In like 2009 or something, someone, somewhere, building software on the Internet, took a step back and thought to themselves:
Which is a valid complaint. A lot of data science geeks write As Much Python as Possible, and some enterprisey systems engineers write As Much Java as Possible, and some people who work deep down in the mines right up next to the bare metal write As Much C As Possible, and God bless them.
I know what you're thinking
create-react-app is beyond fathoming. No doubt.
But the seminal JS fatigue article was written in 2016 so writing about this in 2021 is Old Hat in a major way.
What I'm really here to figure out
In fact, as far as JS goes, most of them just want React (and Typescript if they're feeling adventurous). Which is fair: component-based UI builders really are the nicest to use, and 2-way data binding with state makes lots of basic stuff really easy. And the ecosystem around React means that smarter people than you have already solved like 98% of the problems you'll face outside of the labs at Google and Facebook and Stripe.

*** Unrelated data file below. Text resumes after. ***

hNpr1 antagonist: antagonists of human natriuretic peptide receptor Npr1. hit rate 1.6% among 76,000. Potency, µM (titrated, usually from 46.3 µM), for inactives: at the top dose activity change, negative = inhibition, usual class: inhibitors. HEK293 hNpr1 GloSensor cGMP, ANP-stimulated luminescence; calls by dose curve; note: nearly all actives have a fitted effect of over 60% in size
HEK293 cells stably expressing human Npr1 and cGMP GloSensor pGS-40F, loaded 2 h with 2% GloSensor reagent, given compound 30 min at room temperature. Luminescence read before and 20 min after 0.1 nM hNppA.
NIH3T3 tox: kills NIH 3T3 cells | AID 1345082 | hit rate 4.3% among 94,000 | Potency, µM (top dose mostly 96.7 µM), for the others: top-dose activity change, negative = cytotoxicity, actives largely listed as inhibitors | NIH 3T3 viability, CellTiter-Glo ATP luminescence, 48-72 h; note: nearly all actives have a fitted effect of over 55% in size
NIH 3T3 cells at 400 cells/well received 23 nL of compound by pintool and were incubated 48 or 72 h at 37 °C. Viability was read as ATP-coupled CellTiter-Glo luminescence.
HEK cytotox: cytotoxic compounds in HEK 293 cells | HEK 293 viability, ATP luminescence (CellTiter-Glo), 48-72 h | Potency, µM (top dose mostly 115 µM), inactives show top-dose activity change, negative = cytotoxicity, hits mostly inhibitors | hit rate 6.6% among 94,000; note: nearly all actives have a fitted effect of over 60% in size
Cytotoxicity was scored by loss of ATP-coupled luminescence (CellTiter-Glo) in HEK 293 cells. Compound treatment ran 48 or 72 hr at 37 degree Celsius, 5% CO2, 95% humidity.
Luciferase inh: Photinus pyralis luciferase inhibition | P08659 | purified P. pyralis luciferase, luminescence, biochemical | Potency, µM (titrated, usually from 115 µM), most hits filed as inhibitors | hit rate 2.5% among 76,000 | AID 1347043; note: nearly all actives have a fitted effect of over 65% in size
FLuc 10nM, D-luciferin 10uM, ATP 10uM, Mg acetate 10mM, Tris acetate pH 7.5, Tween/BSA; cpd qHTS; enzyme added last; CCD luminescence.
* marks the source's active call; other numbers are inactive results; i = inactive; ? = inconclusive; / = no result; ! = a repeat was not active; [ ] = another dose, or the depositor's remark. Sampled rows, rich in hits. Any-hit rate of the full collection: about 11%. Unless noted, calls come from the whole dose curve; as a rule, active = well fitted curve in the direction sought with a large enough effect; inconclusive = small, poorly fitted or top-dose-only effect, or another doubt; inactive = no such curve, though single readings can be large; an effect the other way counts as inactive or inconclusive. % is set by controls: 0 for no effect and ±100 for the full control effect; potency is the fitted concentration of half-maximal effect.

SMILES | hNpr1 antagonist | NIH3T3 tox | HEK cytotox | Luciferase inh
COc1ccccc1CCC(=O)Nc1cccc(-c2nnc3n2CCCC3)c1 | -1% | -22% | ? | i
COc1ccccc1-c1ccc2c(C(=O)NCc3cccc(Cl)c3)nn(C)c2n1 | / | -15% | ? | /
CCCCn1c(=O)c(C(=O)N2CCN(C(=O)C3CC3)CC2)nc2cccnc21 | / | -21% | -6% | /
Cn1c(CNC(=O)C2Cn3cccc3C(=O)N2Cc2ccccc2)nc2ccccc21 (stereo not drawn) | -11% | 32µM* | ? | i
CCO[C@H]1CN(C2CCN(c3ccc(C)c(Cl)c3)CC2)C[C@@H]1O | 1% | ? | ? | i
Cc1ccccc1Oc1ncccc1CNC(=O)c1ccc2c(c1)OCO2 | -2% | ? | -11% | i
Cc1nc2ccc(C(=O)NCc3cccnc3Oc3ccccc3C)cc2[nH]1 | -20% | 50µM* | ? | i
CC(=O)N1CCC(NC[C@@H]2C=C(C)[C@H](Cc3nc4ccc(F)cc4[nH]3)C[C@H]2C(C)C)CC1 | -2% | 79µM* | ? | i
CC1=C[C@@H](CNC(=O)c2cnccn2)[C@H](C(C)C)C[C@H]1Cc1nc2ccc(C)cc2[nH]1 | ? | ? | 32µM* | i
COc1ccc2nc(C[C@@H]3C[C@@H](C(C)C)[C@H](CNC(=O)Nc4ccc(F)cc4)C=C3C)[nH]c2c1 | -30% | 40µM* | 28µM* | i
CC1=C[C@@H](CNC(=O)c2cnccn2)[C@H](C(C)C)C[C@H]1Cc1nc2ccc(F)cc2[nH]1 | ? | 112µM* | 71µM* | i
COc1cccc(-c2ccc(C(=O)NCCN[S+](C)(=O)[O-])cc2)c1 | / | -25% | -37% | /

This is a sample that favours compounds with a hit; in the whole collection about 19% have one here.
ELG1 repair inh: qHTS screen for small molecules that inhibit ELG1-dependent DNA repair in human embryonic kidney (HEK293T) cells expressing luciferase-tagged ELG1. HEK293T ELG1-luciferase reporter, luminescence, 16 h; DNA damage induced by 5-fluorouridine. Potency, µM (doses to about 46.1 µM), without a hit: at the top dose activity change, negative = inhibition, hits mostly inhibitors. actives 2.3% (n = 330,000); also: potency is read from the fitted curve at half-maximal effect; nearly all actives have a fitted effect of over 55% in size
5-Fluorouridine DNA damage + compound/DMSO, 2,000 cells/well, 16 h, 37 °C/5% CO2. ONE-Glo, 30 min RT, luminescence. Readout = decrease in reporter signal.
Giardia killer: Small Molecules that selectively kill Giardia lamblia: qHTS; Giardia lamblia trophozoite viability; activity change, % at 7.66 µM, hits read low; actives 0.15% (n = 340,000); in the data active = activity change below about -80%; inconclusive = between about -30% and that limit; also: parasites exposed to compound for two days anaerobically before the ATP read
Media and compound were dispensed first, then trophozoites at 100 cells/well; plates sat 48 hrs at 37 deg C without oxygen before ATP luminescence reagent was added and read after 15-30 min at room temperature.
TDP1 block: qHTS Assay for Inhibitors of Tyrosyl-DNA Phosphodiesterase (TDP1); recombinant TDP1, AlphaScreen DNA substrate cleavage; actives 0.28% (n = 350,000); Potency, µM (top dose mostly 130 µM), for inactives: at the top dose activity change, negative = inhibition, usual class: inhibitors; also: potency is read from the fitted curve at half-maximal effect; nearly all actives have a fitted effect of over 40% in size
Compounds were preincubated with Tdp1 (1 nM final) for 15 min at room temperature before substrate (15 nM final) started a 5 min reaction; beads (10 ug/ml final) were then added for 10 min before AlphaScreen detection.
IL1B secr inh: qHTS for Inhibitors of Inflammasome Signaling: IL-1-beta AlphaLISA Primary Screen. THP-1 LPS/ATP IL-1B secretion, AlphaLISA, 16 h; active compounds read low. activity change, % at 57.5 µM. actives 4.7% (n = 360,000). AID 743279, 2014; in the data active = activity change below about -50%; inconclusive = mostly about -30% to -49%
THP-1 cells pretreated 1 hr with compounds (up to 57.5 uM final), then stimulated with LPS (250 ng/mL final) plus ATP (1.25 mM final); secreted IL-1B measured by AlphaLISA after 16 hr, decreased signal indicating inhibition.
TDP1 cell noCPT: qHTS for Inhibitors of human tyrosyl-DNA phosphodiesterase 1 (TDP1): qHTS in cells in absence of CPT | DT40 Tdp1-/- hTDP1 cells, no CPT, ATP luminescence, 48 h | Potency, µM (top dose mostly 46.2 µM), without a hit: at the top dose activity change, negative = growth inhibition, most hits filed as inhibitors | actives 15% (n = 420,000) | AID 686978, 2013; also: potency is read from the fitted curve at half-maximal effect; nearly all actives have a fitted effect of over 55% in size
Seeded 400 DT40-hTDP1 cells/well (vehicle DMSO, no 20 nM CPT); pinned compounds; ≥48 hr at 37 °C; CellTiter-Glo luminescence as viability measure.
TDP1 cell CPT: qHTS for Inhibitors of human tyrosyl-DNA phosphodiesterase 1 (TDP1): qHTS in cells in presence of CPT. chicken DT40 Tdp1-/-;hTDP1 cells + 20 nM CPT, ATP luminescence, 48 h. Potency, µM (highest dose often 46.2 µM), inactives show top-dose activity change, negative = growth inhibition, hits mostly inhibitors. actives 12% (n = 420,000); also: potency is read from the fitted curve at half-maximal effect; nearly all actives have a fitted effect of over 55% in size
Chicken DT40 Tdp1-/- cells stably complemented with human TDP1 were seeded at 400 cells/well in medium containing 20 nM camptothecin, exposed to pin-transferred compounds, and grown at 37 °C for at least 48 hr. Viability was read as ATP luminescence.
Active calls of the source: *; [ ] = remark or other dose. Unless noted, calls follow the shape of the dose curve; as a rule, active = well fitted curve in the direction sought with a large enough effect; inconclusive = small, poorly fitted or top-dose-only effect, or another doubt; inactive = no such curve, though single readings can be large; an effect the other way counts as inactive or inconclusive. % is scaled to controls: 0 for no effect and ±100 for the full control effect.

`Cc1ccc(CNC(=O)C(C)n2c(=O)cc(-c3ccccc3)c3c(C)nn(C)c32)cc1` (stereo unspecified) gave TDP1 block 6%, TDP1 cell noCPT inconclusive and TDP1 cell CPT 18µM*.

But the rest use some other stack on the "backend". A much higher number than I would have thought are looking for something that runs on the JVM—plain ol' Java, more often than not. If the company is forward-looking and scale-oriented, they might also ask for Go.
So what do the big shakers at the top of the tech pyramid know that I don't?
What I got up to in February 2021.
What I want for the blog; thoughts on template builders; Cassie Evans on SVG animations; Supabase.